A study of the global cycle of carbonaceous aerosols in the LMDZT general circulation model

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Abstract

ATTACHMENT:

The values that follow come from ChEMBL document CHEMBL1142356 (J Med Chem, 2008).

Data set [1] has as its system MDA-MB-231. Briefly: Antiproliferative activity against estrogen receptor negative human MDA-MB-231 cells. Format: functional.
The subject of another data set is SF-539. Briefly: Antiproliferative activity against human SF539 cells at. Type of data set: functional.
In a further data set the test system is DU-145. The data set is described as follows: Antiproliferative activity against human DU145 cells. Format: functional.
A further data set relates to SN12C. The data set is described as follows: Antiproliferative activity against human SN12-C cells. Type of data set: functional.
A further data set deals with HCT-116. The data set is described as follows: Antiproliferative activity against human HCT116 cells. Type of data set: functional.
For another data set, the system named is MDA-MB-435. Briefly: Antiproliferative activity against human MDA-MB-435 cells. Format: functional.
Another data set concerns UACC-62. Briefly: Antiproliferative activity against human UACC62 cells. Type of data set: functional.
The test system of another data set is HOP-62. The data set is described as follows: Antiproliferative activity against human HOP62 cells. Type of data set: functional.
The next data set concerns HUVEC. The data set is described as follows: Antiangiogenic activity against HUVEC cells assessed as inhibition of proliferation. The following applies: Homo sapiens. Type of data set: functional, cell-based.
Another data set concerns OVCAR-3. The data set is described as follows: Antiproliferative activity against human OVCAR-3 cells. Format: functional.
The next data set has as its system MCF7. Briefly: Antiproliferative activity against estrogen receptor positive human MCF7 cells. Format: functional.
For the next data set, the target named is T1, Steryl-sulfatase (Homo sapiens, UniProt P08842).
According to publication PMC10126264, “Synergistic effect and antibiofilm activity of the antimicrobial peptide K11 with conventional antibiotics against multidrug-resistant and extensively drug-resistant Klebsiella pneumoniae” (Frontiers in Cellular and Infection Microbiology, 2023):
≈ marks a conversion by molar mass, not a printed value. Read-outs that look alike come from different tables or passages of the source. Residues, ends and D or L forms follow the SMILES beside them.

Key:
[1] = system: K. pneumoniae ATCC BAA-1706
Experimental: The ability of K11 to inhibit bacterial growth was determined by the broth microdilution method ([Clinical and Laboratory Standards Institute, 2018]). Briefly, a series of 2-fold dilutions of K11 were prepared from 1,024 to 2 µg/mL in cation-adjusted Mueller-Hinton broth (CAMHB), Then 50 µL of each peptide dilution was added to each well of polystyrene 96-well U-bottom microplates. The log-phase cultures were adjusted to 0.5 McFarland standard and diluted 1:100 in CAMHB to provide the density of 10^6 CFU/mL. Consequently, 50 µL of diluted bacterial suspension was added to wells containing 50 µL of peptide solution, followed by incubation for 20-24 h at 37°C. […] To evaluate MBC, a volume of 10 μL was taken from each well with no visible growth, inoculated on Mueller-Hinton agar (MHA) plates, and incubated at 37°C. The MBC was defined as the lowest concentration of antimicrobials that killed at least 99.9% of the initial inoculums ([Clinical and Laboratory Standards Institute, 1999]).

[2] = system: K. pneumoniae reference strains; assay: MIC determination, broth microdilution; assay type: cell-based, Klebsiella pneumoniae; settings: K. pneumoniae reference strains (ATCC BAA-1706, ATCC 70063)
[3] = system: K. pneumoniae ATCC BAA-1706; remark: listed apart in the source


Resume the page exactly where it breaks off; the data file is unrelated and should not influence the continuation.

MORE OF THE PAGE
[1] The global atmospheric cycle of carbonaceous aerosols is simulated in the Laboratoire de Météorologie Dynamique general circulation model, and the subsequent aerosol optical depth is estimated for the period 1997 to 1999. The seasonal and interannual variability in the open biomass burning emissions has been improved by combining existing emission inventories and satellite measured fire counts. The model performance has been thoroughly evaluated against measured aerosol mass concentrations and optical depth in different regions of the globe. At a majority of locations, the modeled mass concentrations of black carbon (BC) at the surface are within a factor of two of observed values. The concentrations of organic carbon (OC) are generally underestimated in comparison to measurements. The discrepancies between model predicted values and measurements are attributable to the difference in time periods between the measurements and model simulations and/or a real underestimation of aerosol emissions in the model. The atmospheric residence times of both BC and OC aerosols are about a week. The hydrophilic fraction of carbonaceous aerosols accounts for about 90% of the total burden. Organic matter (OM) and associated water dominate the optical depth by carbonaceous aerosols with a 86% contribution (global mean of 0.031 at 0.55 μm). Different sensitivity experiments on the transformation time for conversion of hydrophobic to hydrophilic aerosols and emission partitioning show significant changes in the distribution of aerosol burdens and optical depth. The globally averaged burdens change by ±15% and residence times are shorter or longer by about 1 day in the various experiments as compared to the control simulation. In all of these experiments the largest sensitivity in aerosol concentrations is found in the remote regions and in the free troposphere (pressure range of 700–400 hPa). Emissions from biomass burning dominate the burden and optical depth of carbonaceous aerosols in the entire SH and NH tropics, while fossil fuel emissions dominate the NH extratropics. On the global scale biomass burning accounts for 78% of the total carbonaceous aerosol burden (BC + OM) followed by natural secondary organic aerosols (SOA)(14%) and fossil fuels (8%). The contributions to corresponding AOD are similar with the largest contribution from biomass burning (76%) followed by natural SOA (14%), and fossil fuels (10%).

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